WASHINGTON, November 1, 2015 — The United States remains
committed to a denuclearized Korean Peninsula and continues to call on
North Korea to maintain peace and stability in the region, Defense
Secretary Ash Carter said today.
Carter spoke to reporters during a visit to the South Korean
side of the heavily fortified Demilitarized Zone between the Koreas.
"You can see right behind me is North Korea and the DMZ, and
being here shows you up close just how dangerous this part of the world
is," he said, with the North Korean side of the zone just yards away.
The strong U.S.-South Korea alliance is a deterrent to the constant danger posed by North Korea, he said.
"The ever-present danger is the reason why we speak of the
ability to fight tonight," he said. "No one ever wants to have to do
that, but deterrence is guaranteed through strength, and that's what the
alliance is all about."
The United States continues to call on North Korea to "avoid
provocations, avoid adding to tensions on the peninsula," Carter said.
Pyongyang needs to "take the steps that are called for in the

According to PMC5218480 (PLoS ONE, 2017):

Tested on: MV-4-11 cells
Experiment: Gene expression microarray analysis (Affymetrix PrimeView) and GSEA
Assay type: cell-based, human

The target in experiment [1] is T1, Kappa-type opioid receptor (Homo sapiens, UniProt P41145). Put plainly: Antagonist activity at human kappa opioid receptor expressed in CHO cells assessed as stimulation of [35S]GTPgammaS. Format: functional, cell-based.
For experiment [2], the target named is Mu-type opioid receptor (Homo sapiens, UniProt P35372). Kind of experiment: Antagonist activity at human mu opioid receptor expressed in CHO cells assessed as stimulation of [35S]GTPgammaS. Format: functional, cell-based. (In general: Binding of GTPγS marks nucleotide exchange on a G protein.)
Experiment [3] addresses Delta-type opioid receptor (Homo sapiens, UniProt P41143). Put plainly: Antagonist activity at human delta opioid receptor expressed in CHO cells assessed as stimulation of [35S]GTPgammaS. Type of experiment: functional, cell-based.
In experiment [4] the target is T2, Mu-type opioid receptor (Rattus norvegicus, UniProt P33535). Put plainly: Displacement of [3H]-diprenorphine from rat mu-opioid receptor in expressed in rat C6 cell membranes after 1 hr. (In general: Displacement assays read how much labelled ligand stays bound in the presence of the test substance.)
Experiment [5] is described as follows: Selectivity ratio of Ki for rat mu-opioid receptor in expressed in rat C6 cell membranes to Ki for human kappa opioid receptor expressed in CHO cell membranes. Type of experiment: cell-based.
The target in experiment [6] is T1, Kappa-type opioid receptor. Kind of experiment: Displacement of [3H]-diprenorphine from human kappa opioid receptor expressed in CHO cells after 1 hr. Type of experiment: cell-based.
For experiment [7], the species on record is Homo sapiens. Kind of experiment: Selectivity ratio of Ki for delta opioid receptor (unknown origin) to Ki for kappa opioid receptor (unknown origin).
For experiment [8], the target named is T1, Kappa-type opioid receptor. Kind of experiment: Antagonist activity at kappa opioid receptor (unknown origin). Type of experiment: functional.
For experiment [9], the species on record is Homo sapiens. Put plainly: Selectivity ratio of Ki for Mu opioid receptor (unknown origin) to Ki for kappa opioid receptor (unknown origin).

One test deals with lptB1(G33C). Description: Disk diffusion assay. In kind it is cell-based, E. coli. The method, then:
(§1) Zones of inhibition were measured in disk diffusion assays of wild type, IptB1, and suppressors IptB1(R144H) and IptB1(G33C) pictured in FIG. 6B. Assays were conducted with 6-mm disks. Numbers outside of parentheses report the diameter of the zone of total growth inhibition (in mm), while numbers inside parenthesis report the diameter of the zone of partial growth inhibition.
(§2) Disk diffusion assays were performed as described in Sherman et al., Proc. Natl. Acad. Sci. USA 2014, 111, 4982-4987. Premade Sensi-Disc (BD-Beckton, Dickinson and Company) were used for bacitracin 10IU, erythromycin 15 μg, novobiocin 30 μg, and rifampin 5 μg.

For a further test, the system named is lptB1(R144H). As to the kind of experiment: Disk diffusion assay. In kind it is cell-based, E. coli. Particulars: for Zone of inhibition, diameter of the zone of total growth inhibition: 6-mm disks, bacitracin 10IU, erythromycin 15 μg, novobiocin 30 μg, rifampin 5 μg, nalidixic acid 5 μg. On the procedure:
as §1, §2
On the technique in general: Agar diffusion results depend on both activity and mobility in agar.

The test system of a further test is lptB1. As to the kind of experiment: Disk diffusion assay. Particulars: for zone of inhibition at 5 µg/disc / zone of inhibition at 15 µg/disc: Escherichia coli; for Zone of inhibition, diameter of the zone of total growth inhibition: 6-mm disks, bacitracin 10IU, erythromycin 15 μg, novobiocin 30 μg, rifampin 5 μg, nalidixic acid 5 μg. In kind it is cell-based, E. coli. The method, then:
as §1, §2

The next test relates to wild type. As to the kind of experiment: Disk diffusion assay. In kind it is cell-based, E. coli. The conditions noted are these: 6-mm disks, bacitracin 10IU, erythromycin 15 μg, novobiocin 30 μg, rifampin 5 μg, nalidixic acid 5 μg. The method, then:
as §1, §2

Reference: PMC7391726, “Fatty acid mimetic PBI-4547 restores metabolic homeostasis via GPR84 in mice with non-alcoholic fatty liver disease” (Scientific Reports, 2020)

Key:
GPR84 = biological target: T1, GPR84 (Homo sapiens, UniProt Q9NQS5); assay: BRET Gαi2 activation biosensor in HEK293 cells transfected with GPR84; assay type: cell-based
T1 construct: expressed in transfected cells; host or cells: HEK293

six-party talks to denuclearize the peninsula and ultimately create a
situation that is peaceful and prosperous for everyone on the
peninsula," he said.
Carter noted that “that's not what we have" now. Instead of a
peaceful and prosperous situation on the Korean Peninsula, he said,
there is a starkly divided and heavily defended border area.
Ironclad and Strong
"That's why our alliance with South Korea is ironclad and
strong," he said. "You see that by the strength of our soldiers here and
their South Korean counterparts."
Carter's South Korea visit is part of an eight-day tour
focusing on the U.S. rebalance to the Pacific. Other stops include
Carter on Monday will attend the 47th annual US-Republic of
Korea Security Consultative Meeting in Seoul. He travels on to Malaysia
for the Association of Southeast Asian Nations Defense Ministers Plus
meeting in Kuala Lumpur.
(Follow Lisa Ferdinando on Twitter: @FerdinandoDoD)